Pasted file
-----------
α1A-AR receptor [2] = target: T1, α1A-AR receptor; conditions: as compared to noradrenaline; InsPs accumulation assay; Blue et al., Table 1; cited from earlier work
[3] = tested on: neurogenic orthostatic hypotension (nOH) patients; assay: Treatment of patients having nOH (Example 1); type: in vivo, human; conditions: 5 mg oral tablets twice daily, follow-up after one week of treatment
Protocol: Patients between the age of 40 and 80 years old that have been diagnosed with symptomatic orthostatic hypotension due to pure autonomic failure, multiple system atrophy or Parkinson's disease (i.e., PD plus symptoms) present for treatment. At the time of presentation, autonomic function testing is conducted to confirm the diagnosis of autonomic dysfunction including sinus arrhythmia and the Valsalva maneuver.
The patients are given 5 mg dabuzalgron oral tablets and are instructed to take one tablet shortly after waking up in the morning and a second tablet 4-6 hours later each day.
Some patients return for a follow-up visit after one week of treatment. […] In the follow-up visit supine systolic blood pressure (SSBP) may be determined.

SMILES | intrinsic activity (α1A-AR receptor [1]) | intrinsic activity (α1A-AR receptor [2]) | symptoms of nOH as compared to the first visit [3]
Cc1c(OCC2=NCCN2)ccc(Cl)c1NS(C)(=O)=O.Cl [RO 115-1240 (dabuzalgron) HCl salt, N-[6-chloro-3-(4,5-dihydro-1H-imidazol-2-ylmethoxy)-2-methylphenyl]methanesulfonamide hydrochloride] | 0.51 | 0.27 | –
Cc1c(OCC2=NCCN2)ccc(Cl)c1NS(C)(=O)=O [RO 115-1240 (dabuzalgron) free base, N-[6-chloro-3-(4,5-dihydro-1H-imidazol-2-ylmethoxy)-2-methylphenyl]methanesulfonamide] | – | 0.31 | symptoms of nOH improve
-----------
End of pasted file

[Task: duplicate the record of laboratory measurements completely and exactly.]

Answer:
α1A-AR receptor [2] = target: T1, α1A-AR receptor; conditions: as compared to noradrenaline; InsPs accumulation assay; Blue et al., Table 1; cited from earlier work
[3] = tested on: neurogenic orthostatic hypotension (nOH) patients; assay: Treatment of patients having nOH (Example 1); type: in vivo, human; conditions: 5 mg oral tablets twice daily, follow-up after one week of treatment
Protocol: Patients between the age of 40 and 80 years old that have been diagnosed with symptomatic orthostatic hypotension due to pure autonomic failure, multiple system atrophy or Parkinson's disease (i.e., PD plus symptoms) present for treatment. At the time of presentation, autonomic function testing is conducted to confirm the diagnosis of autonomic dysfunction including sinus arrhythmia and the Valsalva maneuver.
The patients are given 5 mg dabuzalgron oral tablets and are instructed to take one tablet shortly after waking up in the morning and a second tablet 4-6 hours later each day.
Some patients return for a follow-up visit after one week of treatment. […] In the follow-up visit supine systolic blood pressure (SSBP) may be determined.

SMILES | intrinsic activity (α1A-AR receptor [1]) | intrinsic activity (α1A-AR receptor [2]) | symptoms of nOH as compared to the first visit [3]
Cc1c(OCC2=NCCN2)ccc(Cl)c1NS(C)(=O)=O.Cl [RO 115-1240 (dabuzalgron) HCl salt, N-[6-chloro-3-(4,5-dihydro-1H-imidazol-2-ylmethoxy)-2-methylphenyl]methanesulfonamide hydrochloride] | 0.51 | 0.27 | –
Cc1c(OCC2=NCCN2)ccc(Cl)c1NS(C)(=O)=O [RO 115-1240 (dabuzalgron) free base, N-[6-chloro-3-(4,5-dihydro-1H-imidazol-2-ylmethoxy)-2-methylphenyl]methanesulfonamide] | – | 0.31 | symptoms of nOH improve